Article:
Appeal to consequences:

Definition Example
When it is assumed that the positive/negative consequences of a claim, to some degree, reflect the truth/falsehood of that claim. If a virus erased my hard-drive, I’d loose all my work documents. So it can’t possibly happen.
This is usually a fallacy that plays on vested interests.

Case Study One

It has been frequently argued that there can’t possibly be a god since it would mean he has allowed evil and suffering in the world. The mere negative consequences do not deny the possibility of a god. You must also explain why a god would necessarily not permit evil and suffering in the world.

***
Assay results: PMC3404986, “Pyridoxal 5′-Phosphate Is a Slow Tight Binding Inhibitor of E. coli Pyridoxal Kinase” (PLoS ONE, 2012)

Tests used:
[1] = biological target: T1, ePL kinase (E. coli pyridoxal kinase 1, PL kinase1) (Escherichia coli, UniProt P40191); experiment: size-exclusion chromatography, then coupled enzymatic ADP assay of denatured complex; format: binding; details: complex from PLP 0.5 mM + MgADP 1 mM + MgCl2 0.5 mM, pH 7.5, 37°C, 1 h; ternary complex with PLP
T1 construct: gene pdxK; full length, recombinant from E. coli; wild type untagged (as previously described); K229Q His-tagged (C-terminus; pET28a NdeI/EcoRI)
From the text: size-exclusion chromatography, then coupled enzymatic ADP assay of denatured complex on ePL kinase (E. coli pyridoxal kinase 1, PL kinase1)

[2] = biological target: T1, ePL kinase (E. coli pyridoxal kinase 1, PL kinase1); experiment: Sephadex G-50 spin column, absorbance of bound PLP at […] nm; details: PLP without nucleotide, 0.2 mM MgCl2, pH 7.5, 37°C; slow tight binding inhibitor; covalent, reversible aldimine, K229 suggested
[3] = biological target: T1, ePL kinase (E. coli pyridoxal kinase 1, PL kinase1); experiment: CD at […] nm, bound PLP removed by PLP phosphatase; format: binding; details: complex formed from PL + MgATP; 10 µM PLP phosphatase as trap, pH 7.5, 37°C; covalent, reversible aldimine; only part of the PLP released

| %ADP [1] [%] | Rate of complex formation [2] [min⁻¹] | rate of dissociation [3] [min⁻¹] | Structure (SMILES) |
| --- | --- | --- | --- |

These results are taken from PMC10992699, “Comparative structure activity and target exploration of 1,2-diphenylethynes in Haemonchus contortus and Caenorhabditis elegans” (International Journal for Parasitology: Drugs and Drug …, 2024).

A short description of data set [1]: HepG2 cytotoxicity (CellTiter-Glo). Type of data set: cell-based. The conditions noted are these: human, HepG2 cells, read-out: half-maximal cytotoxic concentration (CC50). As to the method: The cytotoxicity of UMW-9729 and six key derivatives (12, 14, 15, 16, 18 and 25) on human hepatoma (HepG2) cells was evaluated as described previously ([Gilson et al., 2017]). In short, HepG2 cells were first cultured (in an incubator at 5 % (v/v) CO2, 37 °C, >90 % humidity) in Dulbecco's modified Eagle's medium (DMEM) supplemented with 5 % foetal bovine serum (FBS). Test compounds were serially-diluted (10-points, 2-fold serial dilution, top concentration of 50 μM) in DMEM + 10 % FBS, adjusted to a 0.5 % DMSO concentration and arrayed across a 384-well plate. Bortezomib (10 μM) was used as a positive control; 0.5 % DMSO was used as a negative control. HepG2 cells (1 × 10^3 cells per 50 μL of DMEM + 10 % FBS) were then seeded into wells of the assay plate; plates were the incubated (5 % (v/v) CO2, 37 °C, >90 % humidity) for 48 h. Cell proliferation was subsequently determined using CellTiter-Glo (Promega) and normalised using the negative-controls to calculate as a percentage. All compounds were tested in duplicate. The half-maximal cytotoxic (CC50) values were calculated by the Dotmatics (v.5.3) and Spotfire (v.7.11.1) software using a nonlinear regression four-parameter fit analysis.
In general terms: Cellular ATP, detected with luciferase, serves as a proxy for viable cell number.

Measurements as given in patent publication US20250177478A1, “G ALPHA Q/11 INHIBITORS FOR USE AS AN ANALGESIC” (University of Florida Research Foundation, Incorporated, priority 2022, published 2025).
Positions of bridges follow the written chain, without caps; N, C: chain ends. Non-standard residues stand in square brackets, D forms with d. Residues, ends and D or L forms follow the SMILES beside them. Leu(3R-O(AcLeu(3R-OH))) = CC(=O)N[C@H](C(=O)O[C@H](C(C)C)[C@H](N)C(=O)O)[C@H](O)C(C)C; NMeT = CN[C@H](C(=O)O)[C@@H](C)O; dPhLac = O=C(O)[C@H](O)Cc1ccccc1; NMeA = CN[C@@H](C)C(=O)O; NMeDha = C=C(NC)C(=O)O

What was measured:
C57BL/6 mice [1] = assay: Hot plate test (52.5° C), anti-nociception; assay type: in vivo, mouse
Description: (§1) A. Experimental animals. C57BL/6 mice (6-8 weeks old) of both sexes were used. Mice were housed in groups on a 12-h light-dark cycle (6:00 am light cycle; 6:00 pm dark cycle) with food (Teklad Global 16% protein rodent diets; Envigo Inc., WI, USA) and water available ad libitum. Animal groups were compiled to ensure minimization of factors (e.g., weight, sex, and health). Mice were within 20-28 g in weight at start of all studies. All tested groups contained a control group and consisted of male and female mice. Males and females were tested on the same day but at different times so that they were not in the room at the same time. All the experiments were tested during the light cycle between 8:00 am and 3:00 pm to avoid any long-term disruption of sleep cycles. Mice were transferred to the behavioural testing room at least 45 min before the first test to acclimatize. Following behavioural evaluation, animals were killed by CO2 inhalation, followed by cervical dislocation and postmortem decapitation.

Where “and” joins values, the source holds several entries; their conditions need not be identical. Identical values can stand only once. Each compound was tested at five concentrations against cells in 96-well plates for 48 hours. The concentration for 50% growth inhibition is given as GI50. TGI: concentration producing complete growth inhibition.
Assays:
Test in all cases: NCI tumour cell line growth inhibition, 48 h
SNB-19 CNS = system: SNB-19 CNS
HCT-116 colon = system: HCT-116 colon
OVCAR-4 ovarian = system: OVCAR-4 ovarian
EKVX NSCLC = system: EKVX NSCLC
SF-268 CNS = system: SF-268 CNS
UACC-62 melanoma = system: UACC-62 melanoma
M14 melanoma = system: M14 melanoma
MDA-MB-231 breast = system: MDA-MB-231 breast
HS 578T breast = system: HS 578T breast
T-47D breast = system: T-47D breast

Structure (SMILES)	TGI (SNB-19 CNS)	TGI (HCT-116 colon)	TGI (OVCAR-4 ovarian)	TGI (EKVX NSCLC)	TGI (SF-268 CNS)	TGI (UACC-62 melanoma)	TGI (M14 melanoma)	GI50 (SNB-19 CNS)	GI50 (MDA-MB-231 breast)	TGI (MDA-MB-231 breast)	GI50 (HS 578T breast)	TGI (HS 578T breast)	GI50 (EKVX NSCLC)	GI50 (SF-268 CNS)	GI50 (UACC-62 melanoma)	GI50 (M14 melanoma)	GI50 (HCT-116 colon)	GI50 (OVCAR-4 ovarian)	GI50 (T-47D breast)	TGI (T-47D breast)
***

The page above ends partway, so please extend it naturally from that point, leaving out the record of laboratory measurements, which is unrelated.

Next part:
Case Study Two

A common argument heard is that, because Hitler based his genocide on evolution, evolution must be wrong.

Case Study Three

A very common argument for an eternal soul is “If we do not have a soul, then we would be without an objective purpose or hope of an afterlife.” The argument usually ends here with the implication that such a conclusion is unthinkable and unacceptable, and is therefore false. An honest thinker dismisses no conclusion due to the emotional discomfort that accompanies it.

Keep in mind that a fallacious argument does not entail an erroneous position.

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